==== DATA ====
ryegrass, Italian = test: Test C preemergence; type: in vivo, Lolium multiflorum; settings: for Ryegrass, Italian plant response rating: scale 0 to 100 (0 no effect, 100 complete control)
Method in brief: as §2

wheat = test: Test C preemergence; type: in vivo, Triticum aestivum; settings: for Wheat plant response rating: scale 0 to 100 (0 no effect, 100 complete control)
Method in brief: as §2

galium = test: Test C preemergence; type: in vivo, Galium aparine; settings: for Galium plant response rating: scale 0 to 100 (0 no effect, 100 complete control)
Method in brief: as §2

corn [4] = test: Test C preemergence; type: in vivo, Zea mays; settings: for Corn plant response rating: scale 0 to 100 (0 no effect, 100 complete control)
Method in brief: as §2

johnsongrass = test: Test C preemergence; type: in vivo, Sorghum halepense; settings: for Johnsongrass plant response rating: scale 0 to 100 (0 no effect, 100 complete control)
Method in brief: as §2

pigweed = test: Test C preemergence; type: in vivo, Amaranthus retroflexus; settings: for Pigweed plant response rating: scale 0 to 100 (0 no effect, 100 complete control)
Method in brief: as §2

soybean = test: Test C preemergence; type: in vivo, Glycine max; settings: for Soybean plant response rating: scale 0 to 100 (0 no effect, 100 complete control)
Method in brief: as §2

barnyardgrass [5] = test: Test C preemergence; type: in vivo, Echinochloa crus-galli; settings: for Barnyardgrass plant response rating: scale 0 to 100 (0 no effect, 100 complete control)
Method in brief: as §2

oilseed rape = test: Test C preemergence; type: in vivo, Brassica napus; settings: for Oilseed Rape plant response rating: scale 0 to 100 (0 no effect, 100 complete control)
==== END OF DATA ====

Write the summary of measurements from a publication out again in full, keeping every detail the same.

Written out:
ryegrass, Italian = test: Test C preemergence; type: in vivo, Lolium multiflorum; settings: for Ryegrass, Italian plant response rating: scale 0 to 100 (0 no effect, 100 complete control)
Method in brief: as §2

wheat = test: Test C preemergence; type: in vivo, Triticum aestivum; settings: for Wheat plant response rating: scale 0 to 100 (0 no effect, 100 complete control)
Method in brief: as §2

galium = test: Test C preemergence; type: in vivo, Galium aparine; settings: for Galium plant response rating: scale 0 to 100 (0 no effect, 100 complete control)
Method in brief: as §2

corn [4] = test: Test C preemergence; type: in vivo, Zea mays; settings: for Corn plant response rating: scale 0 to 100 (0 no effect, 100 complete control)
Method in brief: as §2

johnsongrass = test: Test C preemergence; type: in vivo, Sorghum halepense; settings: for Johnsongrass plant response rating: scale 0 to 100 (0 no effect, 100 complete control)
Method in brief: as §2

pigweed = test: Test C preemergence; type: in vivo, Amaranthus retroflexus; settings: for Pigweed plant response rating: scale 0 to 100 (0 no effect, 100 complete control)
Method in brief: as §2

soybean = test: Test C preemergence; type: in vivo, Glycine max; settings: for Soybean plant response rating: scale 0 to 100 (0 no effect, 100 complete control)
Method in brief: as §2

barnyardgrass [5] = test: Test C preemergence; type: in vivo, Echinochloa crus-galli; settings: for Barnyardgrass plant response rating: scale 0 to 100 (0 no effect, 100 complete control)
Method in brief: as §2

oilseed rape = test: Test C preemergence; type: in vivo, Brassica napus; settings: for Oilseed Rape plant response rating: scale 0 to 100 (0 no effect, 100 complete control)